The Oradea City Hall is a restoration project that was developed alongside Pro-Arh Oradea, one of the most respectable architecture studios in Oradea.
The Oradea City Hall building was conceived as a representative building for the image of a prosperous city that is in full economic and cultural ascent. Her architect was the experienced Rimanóczy Kálmán jun., the project executor being Sztarill Ferenc. Because of its representative character, the style chosen was the neoclassical one. It is characterized by monumentality, balance, rigor, calm architectural rhythms.
The architectural composition is articulated around three inner courtyards, with the building occupying an area of 5 508 square meters. Rimanóczy Kalman jr. was an architect with a complex vision. He practiced a stylistically expressed representation architecture through a neoclassical eclecticism. The city hall receives an impressive air thanks to the central bend, which concentrates the decorative effects with the greatest visual impact. The three registers have as a key element three monumental windows completed on semicircular trajectory like symbolic triumphal arches, windows marking the grand sitting room, in fact the Hall of Honor. The monumentality of these windows is highlighted by composite columns. The effect of monumental elegance is amplified by the double columns flanking the central edge. Equally spectacular is the level of the ground floor. Its robustness is highlighted by well-sharpened bosses that enhance the effect of strength and stability. An important spatial effect is the amplification of the ground floor creep through a smooth, elegant and functional passageway alike. The third level achieves maximum plastic effect by the presence of the four allegorical figures and the statuary group that majestically crowns the entire architectural composition. The rhythm of the colonies enhances the last level and also contributes to the elegant expression of the whole building.
Inside, the most spectacular architectural element of the City Hall is the main stair, whose generous amplitude shapes the whole space. Pilasters, double columns, elegant spades, neoclassic façades, blind windows with neo-baroque coronet, ove and other decorative details of the eclectic spirit all together make up a unitary architecture with maximum representation. The only Art Nouveau decoration is found in the friezes that decorate the secondary staircase. There flowing flowers and leaves at a slim rhythm, unfolding on wave paths. And the ironing has the same elegant route, a sign that the architect has given all the decoration elements the necessary importance. A plus of elegance and refinement characterizes the decoration of the Hall of Honor. Here the neoclassical, sober and elegant vision prevails, with a special emphasis on the geometric perfection of the circle, reminiscent of the rectangular traces of stucco.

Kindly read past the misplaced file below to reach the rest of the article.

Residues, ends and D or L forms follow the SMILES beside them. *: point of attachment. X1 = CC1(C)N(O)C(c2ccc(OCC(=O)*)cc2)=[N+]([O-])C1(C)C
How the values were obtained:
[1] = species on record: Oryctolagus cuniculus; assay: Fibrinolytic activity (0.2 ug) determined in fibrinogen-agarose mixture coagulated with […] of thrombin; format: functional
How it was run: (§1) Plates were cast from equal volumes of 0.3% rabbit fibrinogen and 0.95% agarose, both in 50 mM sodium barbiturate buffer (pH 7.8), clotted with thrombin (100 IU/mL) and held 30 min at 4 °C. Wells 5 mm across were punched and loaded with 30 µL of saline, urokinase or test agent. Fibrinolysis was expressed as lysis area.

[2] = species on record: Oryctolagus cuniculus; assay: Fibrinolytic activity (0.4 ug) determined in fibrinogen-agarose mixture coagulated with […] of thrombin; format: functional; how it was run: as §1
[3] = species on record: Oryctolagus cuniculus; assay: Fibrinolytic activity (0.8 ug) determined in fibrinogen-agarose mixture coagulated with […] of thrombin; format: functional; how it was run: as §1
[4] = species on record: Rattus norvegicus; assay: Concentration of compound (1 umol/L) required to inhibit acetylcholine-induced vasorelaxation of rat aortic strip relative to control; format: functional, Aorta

Since its inauguration, the city hall has been linked to many important moments of the city’s past, which have marked the history of central Europe. Among them are the April 20, 1919, when the Roman army troops, led by General Traian Moşoiu, entered the city at the time of the town’s notable call to provide them with the necessary protection after defeating the Bolshevik leaders instaled by Bela Kun’s Hungarian revolution. The general was met by Mayor Rimler Karoly himself, along with the municipal councilors, and then headed to the mayor’s hall where the general took over the administrative leadership of the county. The memory of the general is honored by the laying on April 20, 1920, of a slab in the lobby of the entrance to the Town Hall and in 1937 by the building of a monument.